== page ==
Waiting for nature to take its course, for the timeworn body to submit to its mother earth, for the bell to ring that says the round is over and the victory won, for the snow to fall and signal that winter has arrived, for the door of life to close.

Why Lord? Why is death so hard? How can we endure to the end when we don’t know when, where, and how that end will be? Why must we continue to plow forward when the ground is caked with mud, the weeds are thick with roots and shoots, and the plow is dull with chips and dents?

“But they that wait up on the Lord shall renew their strength; they shall mount up with wings as eagles; they shall run, and not be weary; and they shall walk, and not faint” (Isaiah 40:31).

Waiting for the door of eternity to open; waiting for the spirit to rise anew; waiting for the angels to sing praises that one of their own has returned; waiting for a new life to begin, for time to fade away, for sadness to be replaced with joy.

©2015 by Denise W. Anderson, all rights reserved. Subscribe todayfor your emotional health!

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Worry

Worry

 

 

 

What am I supposed to be doing right now? I just can’t seem to figure it out. The last time I remember going through this process, I made a plan that was workable; one that would enable me to fulfill the destiny that I thought was mine. Now, for some reason, I feel lost!

There are so many things going on right now that my head is spinning in several directions at once! One minute I am coming, the next I am going, and in between times, I see things that just don’t make any sense at all! Am I going through a transition? Is it grief? What is happening? Maybe if I just sit down and relax, things will begin to make sense.

Stop…. Breathe…. Inhale…. Exhale…. Close your eyes…. Lean back and rest…. There…. It will be okay…. Everything will be fine…. You will get through this…. It will not last forever!

Now, let’s take a look at what is happening right now: 1) aging parents, 2) husband starting a new position at work, 3) children needing love and support, 4) house needing repairs, 5) misunderstanding at work, 6) new volunteer position at church, and 7) time available.

Problem – Fear of the Unknown – I don’t know when my parents will die. I don’t know how things will go with my husband’s knew position. I don’t know what will happen in the lives of my children. I don’t know how much it will cost for the home repairs and when they will be done. I don’t know how the misunderstanding happened at work, and I don’t know how my new position at church will go.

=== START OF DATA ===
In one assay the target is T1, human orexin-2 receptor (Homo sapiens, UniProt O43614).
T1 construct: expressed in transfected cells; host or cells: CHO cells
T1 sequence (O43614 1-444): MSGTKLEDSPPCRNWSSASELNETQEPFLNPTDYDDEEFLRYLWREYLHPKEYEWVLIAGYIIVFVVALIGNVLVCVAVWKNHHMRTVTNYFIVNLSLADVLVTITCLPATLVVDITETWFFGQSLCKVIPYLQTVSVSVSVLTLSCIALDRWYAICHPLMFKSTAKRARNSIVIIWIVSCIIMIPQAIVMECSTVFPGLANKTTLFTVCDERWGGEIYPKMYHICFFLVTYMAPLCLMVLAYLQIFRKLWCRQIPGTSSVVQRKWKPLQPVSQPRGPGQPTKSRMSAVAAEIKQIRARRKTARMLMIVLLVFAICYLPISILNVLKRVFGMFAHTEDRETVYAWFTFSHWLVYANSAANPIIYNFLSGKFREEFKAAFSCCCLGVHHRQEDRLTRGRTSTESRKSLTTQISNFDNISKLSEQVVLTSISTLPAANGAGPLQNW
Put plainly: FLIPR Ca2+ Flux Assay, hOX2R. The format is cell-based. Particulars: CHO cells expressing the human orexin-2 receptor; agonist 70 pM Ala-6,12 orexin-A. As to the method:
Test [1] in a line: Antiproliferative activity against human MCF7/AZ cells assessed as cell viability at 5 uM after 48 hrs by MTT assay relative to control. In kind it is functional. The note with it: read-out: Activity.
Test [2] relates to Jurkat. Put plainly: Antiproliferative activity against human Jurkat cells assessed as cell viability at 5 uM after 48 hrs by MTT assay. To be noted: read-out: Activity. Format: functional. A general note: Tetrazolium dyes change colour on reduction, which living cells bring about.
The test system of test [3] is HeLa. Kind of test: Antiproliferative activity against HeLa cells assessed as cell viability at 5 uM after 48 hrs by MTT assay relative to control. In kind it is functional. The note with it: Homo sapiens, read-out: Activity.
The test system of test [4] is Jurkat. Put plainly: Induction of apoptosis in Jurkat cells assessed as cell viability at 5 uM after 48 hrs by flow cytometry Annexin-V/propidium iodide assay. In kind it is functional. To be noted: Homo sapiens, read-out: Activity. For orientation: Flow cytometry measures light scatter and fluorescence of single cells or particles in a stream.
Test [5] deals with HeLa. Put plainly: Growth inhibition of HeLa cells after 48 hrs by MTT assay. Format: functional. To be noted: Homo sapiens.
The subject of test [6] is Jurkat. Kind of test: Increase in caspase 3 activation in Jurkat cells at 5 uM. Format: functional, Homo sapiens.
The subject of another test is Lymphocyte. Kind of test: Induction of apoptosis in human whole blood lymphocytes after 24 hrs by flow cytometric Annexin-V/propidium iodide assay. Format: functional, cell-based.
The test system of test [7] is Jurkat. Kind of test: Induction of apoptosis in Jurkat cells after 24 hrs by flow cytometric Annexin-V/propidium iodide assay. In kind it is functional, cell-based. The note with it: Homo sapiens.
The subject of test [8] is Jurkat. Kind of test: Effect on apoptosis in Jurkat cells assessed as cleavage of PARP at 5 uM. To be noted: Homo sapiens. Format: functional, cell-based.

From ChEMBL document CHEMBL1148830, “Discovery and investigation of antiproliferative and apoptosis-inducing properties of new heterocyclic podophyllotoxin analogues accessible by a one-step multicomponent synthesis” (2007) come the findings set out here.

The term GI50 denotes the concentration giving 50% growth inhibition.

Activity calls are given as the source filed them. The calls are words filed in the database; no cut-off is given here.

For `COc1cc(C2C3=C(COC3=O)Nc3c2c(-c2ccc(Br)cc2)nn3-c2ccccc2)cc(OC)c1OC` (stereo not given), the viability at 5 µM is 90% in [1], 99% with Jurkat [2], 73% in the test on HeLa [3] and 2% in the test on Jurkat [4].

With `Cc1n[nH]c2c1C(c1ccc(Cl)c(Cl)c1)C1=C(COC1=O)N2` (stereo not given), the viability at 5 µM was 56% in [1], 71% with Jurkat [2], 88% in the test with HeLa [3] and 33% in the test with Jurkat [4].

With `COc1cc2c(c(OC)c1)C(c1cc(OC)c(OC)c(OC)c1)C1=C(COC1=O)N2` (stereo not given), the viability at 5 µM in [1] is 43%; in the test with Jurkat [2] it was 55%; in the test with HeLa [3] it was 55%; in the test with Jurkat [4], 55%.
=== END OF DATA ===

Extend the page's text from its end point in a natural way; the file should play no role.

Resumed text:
I have so much time on my hands that I am wringing them to a frazzle! The confusion I am experiencing is just worry about all of these things jumbled up into one big mess! I am on the downhill slide of life, and I see the end of the road in so many instances that I am beginning to wonder when my time will be!

“Trust in the Lord with all thine heart, and lean not unto thine own understanding. In all thy ways acknowledge him, and he shall direct thy paths” (Proverbs 3:5-6).

“…Lord, I believe, help thou mine unbelief” (Mark 9:24)! My life is in Thy hands. Thou hast given me time. Allow me to use it to glorify Thee. Give me the insight to see those who may be struggling, to help those who may be hurting, and light the way for those who may be lost. Forgive my weakness and imperfections this day Lord, and help me to trust in Thee! 

©2015 by Denise W. Anderson, all rights reserved. Subscribe todayfor your emotional health!

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Finding Peace

Peace

 

What is peace? Is it happiness and contentment, or something altogether different? When we feel it, we know it, but can we create it? Or is peace something that happens because we are in the right place at the right time?

Sometimes, we think of peace as the opposite of war. When we are at war, we are fighting against someone or something. Being at peace in this case is the absence of fighting. It is a resolution of our differences to the point that we can live side by side without fearing for our lives.

We may think of peace as quietness, like walking along a beach in the cool of the evening, listening to the sound of the waves as they break upon the shore. It may mean enjoying the stillness of the morning when there is no wind and we hear the chirping sounds of the birds as they welcome the sun to a brand new day.